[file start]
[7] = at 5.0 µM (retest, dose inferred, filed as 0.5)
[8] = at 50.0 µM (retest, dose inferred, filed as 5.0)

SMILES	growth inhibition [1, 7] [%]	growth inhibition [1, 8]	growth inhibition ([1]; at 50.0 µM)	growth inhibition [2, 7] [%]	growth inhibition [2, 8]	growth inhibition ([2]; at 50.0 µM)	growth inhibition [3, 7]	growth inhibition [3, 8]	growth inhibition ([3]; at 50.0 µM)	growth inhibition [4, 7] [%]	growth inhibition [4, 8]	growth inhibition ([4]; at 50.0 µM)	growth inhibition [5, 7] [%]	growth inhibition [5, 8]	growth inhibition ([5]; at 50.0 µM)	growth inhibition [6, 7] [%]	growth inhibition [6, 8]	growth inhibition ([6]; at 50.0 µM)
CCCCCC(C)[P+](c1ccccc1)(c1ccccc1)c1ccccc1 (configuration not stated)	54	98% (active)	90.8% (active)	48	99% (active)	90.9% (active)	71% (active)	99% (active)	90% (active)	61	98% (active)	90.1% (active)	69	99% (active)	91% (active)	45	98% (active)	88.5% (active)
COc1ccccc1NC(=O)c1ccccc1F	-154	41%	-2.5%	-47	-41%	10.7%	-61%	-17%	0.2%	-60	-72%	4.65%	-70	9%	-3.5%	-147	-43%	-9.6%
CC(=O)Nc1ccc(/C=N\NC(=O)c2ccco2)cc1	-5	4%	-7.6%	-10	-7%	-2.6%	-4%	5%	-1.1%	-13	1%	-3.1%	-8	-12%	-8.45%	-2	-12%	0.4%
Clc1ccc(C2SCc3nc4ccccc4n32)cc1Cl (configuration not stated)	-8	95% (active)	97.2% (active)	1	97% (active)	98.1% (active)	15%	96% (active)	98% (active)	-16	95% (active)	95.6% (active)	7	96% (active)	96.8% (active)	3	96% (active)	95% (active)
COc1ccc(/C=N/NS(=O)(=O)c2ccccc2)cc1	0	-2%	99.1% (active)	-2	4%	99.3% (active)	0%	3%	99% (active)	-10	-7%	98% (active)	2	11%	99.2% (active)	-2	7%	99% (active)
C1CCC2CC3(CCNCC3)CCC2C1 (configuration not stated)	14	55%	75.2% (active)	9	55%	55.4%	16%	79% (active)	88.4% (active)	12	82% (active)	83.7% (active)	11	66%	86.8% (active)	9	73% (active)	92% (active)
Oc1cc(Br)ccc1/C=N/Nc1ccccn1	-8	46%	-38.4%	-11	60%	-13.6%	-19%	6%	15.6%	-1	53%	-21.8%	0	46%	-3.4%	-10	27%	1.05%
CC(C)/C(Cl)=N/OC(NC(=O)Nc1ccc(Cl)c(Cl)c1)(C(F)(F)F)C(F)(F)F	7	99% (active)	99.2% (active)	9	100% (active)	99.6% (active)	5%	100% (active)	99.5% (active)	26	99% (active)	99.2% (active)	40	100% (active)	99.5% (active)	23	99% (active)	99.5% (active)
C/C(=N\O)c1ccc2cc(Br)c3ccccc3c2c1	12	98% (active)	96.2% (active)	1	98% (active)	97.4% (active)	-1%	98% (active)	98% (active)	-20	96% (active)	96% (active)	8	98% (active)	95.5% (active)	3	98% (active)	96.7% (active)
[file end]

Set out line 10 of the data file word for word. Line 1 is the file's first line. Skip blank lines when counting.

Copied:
Oc1cc(Br)ccc1/C=N/Nc1ccccn1	-8	46%	-38.4%	-11	60%	-13.6%	-19%	6%	15.6%	-1	53%	-21.8%	0	46%	-3.4%	-10	27%	1.05%